to stall the change
in society . Changes did occur & Indian society did try to change but
not due to British policies but due to efforts by some progressive Indians
These efforts happened first in Bengal because it came under British control
first . First lot of Indians who studied in Western English knowledge were
also created in Bengal at the end
of 18th Century. New intellectual stirrings created reformed mentality . They didn’t reject Indian tradition but sought to change certain
unreasonable aspects of Hindu society which didn’t conform to their
Later , British officials also joined the race & this provided legitimacy to the reform
agenda of the Utilitarian reformers like Bentinck .
But problem was , this
mentality was confined to a
small circle of English Educated elite. Series
of reforms followed but they remained on paper . They faced problem
because they never attempted to develop modern social consciousness from
below . They should have followed ‘bottom up approach’ instead of
‘top down approach’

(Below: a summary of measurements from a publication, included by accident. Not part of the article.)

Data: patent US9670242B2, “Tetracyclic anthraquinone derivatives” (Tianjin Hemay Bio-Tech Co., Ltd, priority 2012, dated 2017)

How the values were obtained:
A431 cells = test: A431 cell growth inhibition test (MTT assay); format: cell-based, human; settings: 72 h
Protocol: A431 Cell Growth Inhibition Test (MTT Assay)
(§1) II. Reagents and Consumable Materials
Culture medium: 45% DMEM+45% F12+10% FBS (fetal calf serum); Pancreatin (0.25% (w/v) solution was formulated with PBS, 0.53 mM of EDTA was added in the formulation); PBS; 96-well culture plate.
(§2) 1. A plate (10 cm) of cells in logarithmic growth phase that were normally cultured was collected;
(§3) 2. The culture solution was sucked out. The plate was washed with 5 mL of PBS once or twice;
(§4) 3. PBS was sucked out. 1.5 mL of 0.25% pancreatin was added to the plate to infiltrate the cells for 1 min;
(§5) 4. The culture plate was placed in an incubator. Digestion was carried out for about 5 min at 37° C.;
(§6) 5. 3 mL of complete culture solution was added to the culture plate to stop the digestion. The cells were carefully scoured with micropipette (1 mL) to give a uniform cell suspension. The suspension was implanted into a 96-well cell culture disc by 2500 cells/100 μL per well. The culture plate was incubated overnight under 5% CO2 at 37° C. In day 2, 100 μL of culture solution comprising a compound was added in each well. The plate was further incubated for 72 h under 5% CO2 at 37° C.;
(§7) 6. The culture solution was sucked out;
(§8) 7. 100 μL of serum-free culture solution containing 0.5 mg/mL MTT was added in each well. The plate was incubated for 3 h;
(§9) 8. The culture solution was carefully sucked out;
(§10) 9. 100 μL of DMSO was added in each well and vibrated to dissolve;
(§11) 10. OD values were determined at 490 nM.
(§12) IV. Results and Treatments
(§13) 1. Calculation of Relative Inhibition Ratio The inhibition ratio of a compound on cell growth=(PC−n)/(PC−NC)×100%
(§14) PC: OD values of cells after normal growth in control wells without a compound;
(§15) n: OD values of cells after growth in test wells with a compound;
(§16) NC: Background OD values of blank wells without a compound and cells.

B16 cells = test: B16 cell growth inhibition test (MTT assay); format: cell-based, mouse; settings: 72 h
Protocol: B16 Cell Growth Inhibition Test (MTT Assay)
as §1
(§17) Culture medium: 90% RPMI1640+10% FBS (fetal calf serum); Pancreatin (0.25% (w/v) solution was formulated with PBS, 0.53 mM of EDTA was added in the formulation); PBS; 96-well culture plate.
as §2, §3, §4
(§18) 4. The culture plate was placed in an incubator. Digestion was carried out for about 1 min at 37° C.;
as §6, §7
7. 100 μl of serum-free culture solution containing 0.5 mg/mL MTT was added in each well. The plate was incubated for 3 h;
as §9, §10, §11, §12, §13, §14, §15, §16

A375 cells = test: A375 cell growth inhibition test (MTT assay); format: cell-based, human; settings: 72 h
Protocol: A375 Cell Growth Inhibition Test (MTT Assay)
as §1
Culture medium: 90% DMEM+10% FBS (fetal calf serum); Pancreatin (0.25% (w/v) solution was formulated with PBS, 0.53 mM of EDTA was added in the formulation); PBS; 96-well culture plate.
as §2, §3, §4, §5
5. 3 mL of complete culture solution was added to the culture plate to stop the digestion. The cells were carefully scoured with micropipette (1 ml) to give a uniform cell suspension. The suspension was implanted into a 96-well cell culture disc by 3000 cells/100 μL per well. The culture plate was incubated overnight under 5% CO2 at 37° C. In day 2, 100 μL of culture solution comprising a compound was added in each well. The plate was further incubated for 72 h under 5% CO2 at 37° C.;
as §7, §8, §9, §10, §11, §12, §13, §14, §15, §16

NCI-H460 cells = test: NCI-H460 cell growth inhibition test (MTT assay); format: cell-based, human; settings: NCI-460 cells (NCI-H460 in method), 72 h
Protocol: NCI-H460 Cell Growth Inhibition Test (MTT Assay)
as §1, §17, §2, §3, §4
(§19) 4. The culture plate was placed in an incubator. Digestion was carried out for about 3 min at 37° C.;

. Reform forced from above remained
Untouchability as an issue of social reform had to wait
until the beginning of the twentieth century and the arrival of Mahatma
Gandhi in Indian public life after World War One .
Lacking in a broad social
base, the reformers of the early nineteenth century thus exhibited an
intrinsic faith in the benevolent nature of colonial rule and relied more
on legislation for imposing reform from above. There was very little or no attempt to create a
consciousness at the grass-roots level, where religious
revivalism later found a fertile
The reform movement broadly fell under two categories
– Eg : Brahmo Samaj, Prarthana Samaj & Aligarh Movement – Relied on reason & conscience. They wanted to purge outdated elements from the religion which didn’t pass on the scale of reason .
– Eg : Arya Samaj, Ramakrishna Mission & Deoband Movement – Relied upon traditions & wanted to go back to their self made golden past